Are the Classes Flexible? As formerly mentioned, truck driving training is only about 1 to 2 months long. With such a brief duration, it’s imperative that the Hazen AR school you select offers flexibility for both the scheduling of classes and the curriculum. For example, if you’re having difficulty learning a particular driving maneuver, then the teacher should be prepared to devote more time with you until you are proficient. And if you’re still working while attending training, then the class scheduling needs to be flexible enough to fit in working hours or other commitments.
Is Job Assistance Provided? Once you have received your CDL license after graduating from trucking school, you will be anxious to begin your new career in Hazen AR. Make sure that the schools you are reviewing have job assistance programs. Ask what their job placement rate is and what average salary their grads start at. Also, ask which local and national trucking firms their graduates are referred to for employment. If a school has a lower job placement rate or not many employers hiring their graduates, it might be a clue to search elsewhere.
Is Financial Aid Available? Trucking schools are similar to colleges and other trade or technical schools when it comes to loans and other forms of financial aid being available. Ask if the schools you are examining have a financial assistance department, or at least someone who can help you navigate the options and forms that need to be submitted in Hazen AR.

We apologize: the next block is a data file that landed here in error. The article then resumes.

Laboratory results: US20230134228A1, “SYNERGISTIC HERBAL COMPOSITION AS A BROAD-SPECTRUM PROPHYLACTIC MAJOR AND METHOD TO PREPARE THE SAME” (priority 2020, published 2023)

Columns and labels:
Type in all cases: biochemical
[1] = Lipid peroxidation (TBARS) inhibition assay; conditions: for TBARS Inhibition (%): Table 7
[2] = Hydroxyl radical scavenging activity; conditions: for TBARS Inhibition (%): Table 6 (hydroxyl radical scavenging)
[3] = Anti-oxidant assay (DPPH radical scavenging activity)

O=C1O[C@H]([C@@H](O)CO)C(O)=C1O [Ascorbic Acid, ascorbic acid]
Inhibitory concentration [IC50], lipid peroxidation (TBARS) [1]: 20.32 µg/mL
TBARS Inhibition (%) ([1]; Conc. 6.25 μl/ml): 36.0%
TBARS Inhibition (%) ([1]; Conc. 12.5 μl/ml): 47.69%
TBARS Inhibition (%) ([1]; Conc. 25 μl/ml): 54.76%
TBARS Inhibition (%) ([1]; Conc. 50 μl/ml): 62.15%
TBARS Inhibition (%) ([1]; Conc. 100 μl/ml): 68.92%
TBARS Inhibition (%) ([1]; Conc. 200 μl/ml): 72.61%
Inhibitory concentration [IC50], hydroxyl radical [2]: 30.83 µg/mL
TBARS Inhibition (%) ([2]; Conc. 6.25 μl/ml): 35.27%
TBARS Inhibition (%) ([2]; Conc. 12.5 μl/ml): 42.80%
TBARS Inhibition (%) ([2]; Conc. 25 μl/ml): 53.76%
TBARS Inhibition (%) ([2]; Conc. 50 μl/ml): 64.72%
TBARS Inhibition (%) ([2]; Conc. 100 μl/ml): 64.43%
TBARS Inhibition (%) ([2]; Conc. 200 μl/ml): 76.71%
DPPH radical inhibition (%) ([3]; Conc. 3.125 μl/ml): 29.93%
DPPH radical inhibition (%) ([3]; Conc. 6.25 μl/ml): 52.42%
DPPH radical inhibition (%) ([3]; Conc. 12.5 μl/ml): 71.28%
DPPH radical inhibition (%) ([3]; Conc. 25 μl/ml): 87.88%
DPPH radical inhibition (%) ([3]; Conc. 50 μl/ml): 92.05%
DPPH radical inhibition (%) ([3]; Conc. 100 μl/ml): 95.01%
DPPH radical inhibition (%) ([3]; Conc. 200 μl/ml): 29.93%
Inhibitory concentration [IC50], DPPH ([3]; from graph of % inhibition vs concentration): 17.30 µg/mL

Why Did You Decide to Become a Truck Driver?When prepping to interview for a Trucking job, it's helpful to review questions you might be asked. Among the things that hiring managers frequently ask truck driving applicants is "What drove you to decide on trucking as a career?". What the interviewer is attempting to learn is not only the private reasons you may have for becoming a truck driver, but additionally what characteristics and skills you have that make you exceptional at your profession. You will probably be asked questions relating specifically to trucking, as well as a significant number of typical interview questions, so you need to ready some ideas about how you want to respond to them. Since there are numerous variables that go into selecting a career, you can address this primary question in a multitude of ways. When preparing an answer, attempt to include the reasons the profession interests you as well as the talents you have that make you an excellent truck driver and the ideal choice for the position. Don't make an effort to memorize an answer, but write down a few ideas and anecdotes that relate to your own experiences and strengths. Going over sample answers can help you to prepare your own concepts, and provide ideas of what to discuss to wow the recruiter.